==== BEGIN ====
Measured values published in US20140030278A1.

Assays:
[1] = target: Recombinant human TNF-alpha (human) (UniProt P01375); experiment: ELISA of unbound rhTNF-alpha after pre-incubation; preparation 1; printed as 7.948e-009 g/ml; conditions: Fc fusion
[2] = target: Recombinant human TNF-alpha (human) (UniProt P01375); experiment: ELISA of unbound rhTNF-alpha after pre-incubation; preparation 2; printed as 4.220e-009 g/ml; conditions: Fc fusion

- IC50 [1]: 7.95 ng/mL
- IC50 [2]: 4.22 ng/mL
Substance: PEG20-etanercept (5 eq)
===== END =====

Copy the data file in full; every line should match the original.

Measured values published in US20140030278A1.

Assays:
[1] = target: Recombinant human TNF-alpha (human) (UniProt P01375); experiment: ELISA of unbound rhTNF-alpha after pre-incubation; preparation 1; printed as 7.948e-009 g/ml; conditions: Fc fusion
[2] = target: Recombinant human TNF-alpha (human) (UniProt P01375); experiment: ELISA of unbound rhTNF-alpha after pre-incubation; preparation 2; printed as 4.220e-009 g/ml; conditions: Fc fusion

- IC50 [1]: 7.95 ng/mL
- IC50 [2]: 4.22 ng/mL
Substance: PEG20-etanercept (5 eq)